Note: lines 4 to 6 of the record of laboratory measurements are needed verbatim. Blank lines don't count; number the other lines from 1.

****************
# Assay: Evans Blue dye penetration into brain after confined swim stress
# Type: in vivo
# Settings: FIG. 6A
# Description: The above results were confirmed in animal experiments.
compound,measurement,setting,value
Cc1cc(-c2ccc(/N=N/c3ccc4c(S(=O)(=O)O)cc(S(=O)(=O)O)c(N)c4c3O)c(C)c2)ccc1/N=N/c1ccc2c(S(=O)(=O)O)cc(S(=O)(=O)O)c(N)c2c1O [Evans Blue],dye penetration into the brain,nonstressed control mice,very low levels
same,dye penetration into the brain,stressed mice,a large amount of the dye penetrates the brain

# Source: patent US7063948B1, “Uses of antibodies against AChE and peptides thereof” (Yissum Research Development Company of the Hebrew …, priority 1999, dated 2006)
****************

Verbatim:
# Description: The above results were confirmed in animal experiments.
compound,measurement,setting,value
Cc1cc(-c2ccc(/N=N/c3ccc4c(S(=O)(=O)O)cc(S(=O)(=O)O)c(N)c4c3O)c(C)c2)ccc1/N=N/c1ccc2c(S(=O)(=O)O)cc(S(=O)(=O)O)c(N)c2c1O [Evans Blue],dye penetration into the brain,nonstressed control mice,very low levels